The proposed opportunity zones bill would institute impact reporting requirements and other measures designed to ensure the long-term success of the program.
A new bill has been introduced in both the House and Senate that would bring significant change to the Opportunity Zones initiative. The Opportunity Zones Transparency, Extension, and Improvement Act, introduced by Senators Cory Booker (D-NJ) and Tim Scott (R-SC) along with Representatives Ron Kind (D-WI-03) and Mike Kelly (R-PA-16), would introduce robust reporting requirements in order to properly measure success and help the program fulfill its mission of directing investment toward communities in need.
Since the creation of the OZ program as part of the Tax Cuts and Jobs Act of 2017, many industry stakeholders have advocated for reporting requirements that would demonstrate the efficacy of these tax incentives on the economies of disadvantaged communities. Comprehensive impact reporting standards have been one thing that investors, fund managers, and service providers have agreed are missing from the program, as they could improve accountability, remove bad actors, and strengthen OZ’s reputation with accurate proof of results.
Among the additions proposed in the bill are a few key items:
- Reporting and community measurement requirements: The legislation incorporates elements of the bipartisan IMPACT Act (S.2994) to establish reporting and outcomes measurement standards. It would require that the Department of the Treasury publish reports on national OZ activity that include aggregated data on factors like the number of Qualified Opportunity Funds, total assets held by those funds, and the distribution of OZ investments, as well as how OZ communities have performed over time by comparing key socioeconomic indicators against low-income communities that were eligible but not designated for OZ.
- Sunsetting of Opportunity Zones with high median family incomes: The OZ designation would be removed for tracts that have a median family income of 130% of the national median family income or greater. States would have the ability to replace those tracts with other low-income communities of highest need.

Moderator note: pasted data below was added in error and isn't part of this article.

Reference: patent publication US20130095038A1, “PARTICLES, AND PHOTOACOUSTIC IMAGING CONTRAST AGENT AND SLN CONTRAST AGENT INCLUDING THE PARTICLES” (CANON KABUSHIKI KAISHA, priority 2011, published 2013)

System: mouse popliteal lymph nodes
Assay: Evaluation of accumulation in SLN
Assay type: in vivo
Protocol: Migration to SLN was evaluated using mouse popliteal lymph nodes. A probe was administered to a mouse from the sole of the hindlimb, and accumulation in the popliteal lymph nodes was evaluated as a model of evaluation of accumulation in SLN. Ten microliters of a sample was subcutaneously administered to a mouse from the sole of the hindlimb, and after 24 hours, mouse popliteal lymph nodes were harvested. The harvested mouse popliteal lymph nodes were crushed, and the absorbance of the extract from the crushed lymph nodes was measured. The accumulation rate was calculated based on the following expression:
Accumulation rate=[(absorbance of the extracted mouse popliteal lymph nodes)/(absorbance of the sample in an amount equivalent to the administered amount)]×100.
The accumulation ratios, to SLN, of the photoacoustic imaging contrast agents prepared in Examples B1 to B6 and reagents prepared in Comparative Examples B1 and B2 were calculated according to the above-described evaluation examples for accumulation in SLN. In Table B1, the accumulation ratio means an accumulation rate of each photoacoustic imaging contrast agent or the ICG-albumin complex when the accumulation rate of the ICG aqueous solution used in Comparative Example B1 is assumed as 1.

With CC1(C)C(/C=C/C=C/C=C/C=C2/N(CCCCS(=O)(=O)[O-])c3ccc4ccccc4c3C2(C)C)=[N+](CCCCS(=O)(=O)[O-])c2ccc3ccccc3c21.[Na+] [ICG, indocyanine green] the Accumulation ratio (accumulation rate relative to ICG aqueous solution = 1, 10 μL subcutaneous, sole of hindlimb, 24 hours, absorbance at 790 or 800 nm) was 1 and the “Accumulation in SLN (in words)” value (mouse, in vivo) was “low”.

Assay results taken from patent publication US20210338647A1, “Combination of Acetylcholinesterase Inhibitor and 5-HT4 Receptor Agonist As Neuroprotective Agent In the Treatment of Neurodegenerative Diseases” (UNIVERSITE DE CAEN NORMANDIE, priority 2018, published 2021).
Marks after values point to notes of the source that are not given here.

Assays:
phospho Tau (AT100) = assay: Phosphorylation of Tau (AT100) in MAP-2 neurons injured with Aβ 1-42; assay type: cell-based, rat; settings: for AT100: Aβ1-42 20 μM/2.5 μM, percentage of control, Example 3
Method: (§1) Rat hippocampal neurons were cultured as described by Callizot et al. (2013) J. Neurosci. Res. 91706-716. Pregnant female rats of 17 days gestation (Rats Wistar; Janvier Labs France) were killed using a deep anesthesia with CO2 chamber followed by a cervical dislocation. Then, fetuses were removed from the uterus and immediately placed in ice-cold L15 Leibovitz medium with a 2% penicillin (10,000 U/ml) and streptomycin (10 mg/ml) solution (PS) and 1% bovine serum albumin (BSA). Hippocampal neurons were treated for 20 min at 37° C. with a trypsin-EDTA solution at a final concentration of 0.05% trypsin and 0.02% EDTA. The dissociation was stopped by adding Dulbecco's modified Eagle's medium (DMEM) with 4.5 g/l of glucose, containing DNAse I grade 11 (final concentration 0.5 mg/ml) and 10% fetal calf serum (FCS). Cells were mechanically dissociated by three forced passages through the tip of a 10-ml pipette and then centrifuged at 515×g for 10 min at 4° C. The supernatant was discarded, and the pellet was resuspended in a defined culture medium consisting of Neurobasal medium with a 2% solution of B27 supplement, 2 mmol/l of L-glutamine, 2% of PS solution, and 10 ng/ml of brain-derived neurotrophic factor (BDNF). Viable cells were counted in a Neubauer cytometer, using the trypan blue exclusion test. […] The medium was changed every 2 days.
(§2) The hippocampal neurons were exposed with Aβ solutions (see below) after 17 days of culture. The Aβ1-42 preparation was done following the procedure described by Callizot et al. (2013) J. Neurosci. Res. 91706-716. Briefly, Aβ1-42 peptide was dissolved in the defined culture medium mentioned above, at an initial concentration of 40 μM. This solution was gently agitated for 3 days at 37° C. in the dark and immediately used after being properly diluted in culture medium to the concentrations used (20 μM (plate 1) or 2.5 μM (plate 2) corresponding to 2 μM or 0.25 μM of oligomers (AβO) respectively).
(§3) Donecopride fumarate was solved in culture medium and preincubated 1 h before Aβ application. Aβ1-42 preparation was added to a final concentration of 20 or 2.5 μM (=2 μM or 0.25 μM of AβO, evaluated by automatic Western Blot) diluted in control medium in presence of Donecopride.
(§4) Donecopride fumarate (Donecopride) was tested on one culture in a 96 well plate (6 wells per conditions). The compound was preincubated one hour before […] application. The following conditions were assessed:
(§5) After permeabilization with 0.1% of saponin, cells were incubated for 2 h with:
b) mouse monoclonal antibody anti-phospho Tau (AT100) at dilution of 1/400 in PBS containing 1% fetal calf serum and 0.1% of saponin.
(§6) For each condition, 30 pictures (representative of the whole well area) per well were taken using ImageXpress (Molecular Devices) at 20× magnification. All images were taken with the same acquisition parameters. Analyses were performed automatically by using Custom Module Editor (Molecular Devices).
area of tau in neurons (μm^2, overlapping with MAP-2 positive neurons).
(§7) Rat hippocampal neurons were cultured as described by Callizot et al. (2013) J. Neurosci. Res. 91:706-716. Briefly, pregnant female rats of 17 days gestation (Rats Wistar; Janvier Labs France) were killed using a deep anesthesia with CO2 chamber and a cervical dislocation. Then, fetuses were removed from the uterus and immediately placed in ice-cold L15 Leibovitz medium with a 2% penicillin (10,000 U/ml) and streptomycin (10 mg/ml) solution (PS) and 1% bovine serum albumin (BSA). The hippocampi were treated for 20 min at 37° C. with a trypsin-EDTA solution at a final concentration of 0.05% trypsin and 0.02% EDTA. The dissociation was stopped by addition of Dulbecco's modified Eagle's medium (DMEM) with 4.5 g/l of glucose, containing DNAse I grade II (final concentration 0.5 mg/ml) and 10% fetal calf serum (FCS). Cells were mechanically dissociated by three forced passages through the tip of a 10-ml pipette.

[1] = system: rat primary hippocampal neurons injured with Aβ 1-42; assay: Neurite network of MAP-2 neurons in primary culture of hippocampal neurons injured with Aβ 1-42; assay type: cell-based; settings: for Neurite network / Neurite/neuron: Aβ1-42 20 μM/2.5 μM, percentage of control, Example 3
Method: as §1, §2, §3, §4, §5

- Extended deadline for OZ benefits: The OZ deferral date and investment deadline would be moved from 2026 to 2028. The length of investment required to receive the 15% step up in basis would be shortened from seven years to six.
- Fund of funds: The law would create pathways for smaller-dollar impact investments by allowing QOFs to be organized as funds of funds that could then invest in other QOFs. This could potentially provide needed financing to smaller community projects.
- Rust to Revitalization Act: The bill would include provisions from the Rust to Revitalization Act (HR 7183) to designate certain zero-population census tracts as Opportunity Zones if they are adjacent to an existing OZ, formerly used for industrial purposes, and contain a brownfield site.
These are just a few of the bill’s provisions, but they demonstrate a willingness on the part of lawmakers to avoid judging the program prematurely and institute rules that will allow the industry to prove the effectiveness of OZ as a whole.
“With robust impact reporting standards, we can see where OZ has been most effective and modify the program to encourage even more investment in the communities that need it most,” said Shay Hawkins, Chairman and CEO of the Opportunity Funds Association. “We know Opportunity Zones have been incredibly successful for disadvantaged areas, and now we can find ways to make them even better.”
As the leader in Opportunity Zones fund administration since the program’s inception, JTC has long advocated for proper impact reporting standards. It’s our goal to help impact investments do the good they intend to do, and we already provide industry-leading impact reporting and award-winning technology to help funds stand out in the OZ marketplace. We can help you make sure your fund is positioned for success amidst these changes, and that you can show investors solid evidence of that success.